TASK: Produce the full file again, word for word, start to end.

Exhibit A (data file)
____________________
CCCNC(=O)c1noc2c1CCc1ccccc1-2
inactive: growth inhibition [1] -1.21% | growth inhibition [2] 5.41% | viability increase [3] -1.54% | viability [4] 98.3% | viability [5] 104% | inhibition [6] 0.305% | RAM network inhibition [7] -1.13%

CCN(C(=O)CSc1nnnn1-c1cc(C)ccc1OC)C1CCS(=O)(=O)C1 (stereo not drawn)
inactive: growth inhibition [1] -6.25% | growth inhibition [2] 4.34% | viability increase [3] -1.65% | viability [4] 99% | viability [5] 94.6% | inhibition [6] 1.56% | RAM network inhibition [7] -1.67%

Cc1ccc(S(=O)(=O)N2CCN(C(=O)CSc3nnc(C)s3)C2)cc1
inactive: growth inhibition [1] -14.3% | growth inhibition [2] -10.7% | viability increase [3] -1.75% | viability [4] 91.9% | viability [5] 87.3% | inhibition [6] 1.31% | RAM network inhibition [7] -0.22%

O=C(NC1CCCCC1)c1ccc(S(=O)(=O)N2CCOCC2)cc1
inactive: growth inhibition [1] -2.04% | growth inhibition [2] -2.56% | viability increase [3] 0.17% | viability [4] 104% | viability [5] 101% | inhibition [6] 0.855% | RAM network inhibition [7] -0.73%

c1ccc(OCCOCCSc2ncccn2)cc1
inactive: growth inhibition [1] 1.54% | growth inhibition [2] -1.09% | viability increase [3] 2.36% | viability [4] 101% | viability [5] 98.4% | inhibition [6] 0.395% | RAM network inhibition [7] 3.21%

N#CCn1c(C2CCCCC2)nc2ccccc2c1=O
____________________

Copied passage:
CCCNC(=O)c1noc2c1CCc1ccccc1-2
inactive: growth inhibition [1] -1.21% | growth inhibition [2] 5.41% | viability increase [3] -1.54% | viability [4] 98.3% | viability [5] 104% | inhibition [6] 0.305% | RAM network inhibition [7] -1.13%

CCN(C(=O)CSc1nnnn1-c1cc(C)ccc1OC)C1CCS(=O)(=O)C1 (stereo not drawn)
inactive: growth inhibition [1] -6.25% | growth inhibition [2] 4.34% | viability increase [3] -1.65% | viability [4] 99% | viability [5] 94.6% | inhibition [6] 1.56% | RAM network inhibition [7] -1.67%

Cc1ccc(S(=O)(=O)N2CCN(C(=O)CSc3nnc(C)s3)C2)cc1
inactive: growth inhibition [1] -14.3% | growth inhibition [2] -10.7% | viability increase [3] -1.75% | viability [4] 91.9% | viability [5] 87.3% | inhibition [6] 1.31% | RAM network inhibition [7] -0.22%

O=C(NC1CCCCC1)c1ccc(S(=O)(=O)N2CCOCC2)cc1
inactive: growth inhibition [1] -2.04% | growth inhibition [2] -2.56% | viability increase [3] 0.17% | viability [4] 104% | viability [5] 101% | inhibition [6] 0.855% | RAM network inhibition [7] -0.73%

c1ccc(OCCOCCSc2ncccn2)cc1
inactive: growth inhibition [1] 1.54% | growth inhibition [2] -1.09% | viability increase [3] 2.36% | viability [4] 101% | viability [5] 98.4% | inhibition [6] 0.395% | RAM network inhibition [7] 3.21%

N#CCn1c(C2CCCCC2)nc2ccccc2c1=O